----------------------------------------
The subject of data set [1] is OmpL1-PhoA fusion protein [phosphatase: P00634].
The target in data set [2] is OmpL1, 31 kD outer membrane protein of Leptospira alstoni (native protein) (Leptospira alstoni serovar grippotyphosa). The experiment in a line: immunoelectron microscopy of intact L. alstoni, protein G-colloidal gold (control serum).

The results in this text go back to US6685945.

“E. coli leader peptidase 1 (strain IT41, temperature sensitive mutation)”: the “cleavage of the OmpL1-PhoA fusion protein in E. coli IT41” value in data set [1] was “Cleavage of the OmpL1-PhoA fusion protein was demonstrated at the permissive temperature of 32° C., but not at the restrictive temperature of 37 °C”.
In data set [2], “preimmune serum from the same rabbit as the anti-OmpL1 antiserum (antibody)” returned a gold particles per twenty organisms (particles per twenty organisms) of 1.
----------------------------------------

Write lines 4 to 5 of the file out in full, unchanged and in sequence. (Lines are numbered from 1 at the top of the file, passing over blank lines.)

“E. coli leader peptidase 1 (strain IT41, temperature sensitive mutation)”: the “cleavage of the OmpL1-PhoA fusion protein in E. coli IT41” value in data set [1] was “Cleavage of the OmpL1-PhoA fusion protein was demonstrated at the permissive temperature of 32° C., but not at the restrictive temperature of 37 °C”.
In data set [2], “preimmune serum from the same rabbit as the anti-OmpL1 antiserum (antibody)” returned a gold particles per twenty organisms (particles per twenty organisms) of 1.